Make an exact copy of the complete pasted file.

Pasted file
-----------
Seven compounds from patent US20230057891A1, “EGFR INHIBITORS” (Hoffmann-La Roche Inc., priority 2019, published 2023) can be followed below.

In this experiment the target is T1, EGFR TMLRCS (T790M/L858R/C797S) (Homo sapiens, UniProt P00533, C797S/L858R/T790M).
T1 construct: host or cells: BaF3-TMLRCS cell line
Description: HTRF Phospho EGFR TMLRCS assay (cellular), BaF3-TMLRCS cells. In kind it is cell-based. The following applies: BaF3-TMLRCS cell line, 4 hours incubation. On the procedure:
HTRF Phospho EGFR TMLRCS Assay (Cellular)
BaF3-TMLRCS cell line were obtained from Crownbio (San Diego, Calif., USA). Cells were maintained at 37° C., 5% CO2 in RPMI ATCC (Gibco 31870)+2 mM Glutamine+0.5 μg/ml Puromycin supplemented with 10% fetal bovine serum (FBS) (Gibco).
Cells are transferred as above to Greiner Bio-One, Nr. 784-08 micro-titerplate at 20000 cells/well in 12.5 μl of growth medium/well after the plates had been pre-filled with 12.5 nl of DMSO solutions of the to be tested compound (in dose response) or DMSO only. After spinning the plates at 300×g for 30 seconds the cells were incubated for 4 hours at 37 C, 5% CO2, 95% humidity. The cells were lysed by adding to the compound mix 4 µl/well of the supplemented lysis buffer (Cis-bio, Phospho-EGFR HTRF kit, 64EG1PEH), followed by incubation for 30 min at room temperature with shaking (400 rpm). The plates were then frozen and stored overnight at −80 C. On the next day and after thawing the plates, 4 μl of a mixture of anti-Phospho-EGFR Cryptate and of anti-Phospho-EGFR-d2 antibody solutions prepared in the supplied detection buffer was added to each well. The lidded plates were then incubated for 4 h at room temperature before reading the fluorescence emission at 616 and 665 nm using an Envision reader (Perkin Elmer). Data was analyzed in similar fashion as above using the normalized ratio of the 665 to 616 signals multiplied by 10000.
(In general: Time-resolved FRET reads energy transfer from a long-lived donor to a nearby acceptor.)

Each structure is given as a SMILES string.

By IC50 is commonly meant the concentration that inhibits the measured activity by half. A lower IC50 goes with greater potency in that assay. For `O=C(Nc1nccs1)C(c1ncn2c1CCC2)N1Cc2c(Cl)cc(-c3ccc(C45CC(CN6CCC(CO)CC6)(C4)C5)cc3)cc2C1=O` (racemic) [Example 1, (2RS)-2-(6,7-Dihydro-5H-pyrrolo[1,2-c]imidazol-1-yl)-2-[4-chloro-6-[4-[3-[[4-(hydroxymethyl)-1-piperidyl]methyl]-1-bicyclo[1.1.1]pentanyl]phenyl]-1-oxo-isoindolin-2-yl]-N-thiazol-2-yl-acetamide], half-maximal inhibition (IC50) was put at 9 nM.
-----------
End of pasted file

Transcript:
Seven compounds from patent US20230057891A1, “EGFR INHIBITORS” (Hoffmann-La Roche Inc., priority 2019, published 2023) can be followed below.

In this experiment the target is T1, EGFR TMLRCS (T790M/L858R/C797S) (Homo sapiens, UniProt P00533, C797S/L858R/T790M).
T1 construct: host or cells: BaF3-TMLRCS cell line
Description: HTRF Phospho EGFR TMLRCS assay (cellular), BaF3-TMLRCS cells. In kind it is cell-based. The following applies: BaF3-TMLRCS cell line, 4 hours incubation. On the procedure:
HTRF Phospho EGFR TMLRCS Assay (Cellular)
BaF3-TMLRCS cell line were obtained from Crownbio (San Diego, Calif., USA). Cells were maintained at 37° C., 5% CO2 in RPMI ATCC (Gibco 31870)+2 mM Glutamine+0.5 μg/ml Puromycin supplemented with 10% fetal bovine serum (FBS) (Gibco).
Cells are transferred as above to Greiner Bio-One, Nr. 784-08 micro-titerplate at 20000 cells/well in 12.5 μl of growth medium/well after the plates had been pre-filled with 12.5 nl of DMSO solutions of the to be tested compound (in dose response) or DMSO only. After spinning the plates at 300×g for 30 seconds the cells were incubated for 4 hours at 37 C, 5% CO2, 95% humidity. The cells were lysed by adding to the compound mix 4 µl/well of the supplemented lysis buffer (Cis-bio, Phospho-EGFR HTRF kit, 64EG1PEH), followed by incubation for 30 min at room temperature with shaking (400 rpm). The plates were then frozen and stored overnight at −80 C. On the next day and after thawing the plates, 4 μl of a mixture of anti-Phospho-EGFR Cryptate and of anti-Phospho-EGFR-d2 antibody solutions prepared in the supplied detection buffer was added to each well. The lidded plates were then incubated for 4 h at room temperature before reading the fluorescence emission at 616 and 665 nm using an Envision reader (Perkin Elmer). Data was analyzed in similar fashion as above using the normalized ratio of the 665 to 616 signals multiplied by 10000.
(In general: Time-resolved FRET reads energy transfer from a long-lived donor to a nearby acceptor.)

Each structure is given as a SMILES string.

By IC50 is commonly meant the concentration that inhibits the measured activity by half. A lower IC50 goes with greater potency in that assay. For `O=C(Nc1nccs1)C(c1ncn2c1CCC2)N1Cc2c(Cl)cc(-c3ccc(C45CC(CN6CCC(CO)CC6)(C4)C5)cc3)cc2C1=O` (racemic) [Example 1, (2RS)-2-(6,7-Dihydro-5H-pyrrolo[1,2-c]imidazol-1-yl)-2-[4-chloro-6-[4-[3-[[4-(hydroxymethyl)-1-piperidyl]methyl]-1-bicyclo[1.1.1]pentanyl]phenyl]-1-oxo-isoindolin-2-yl]-N-thiazol-2-yl-acetamide], half-maximal inhibition (IC50) was put at 9 nM.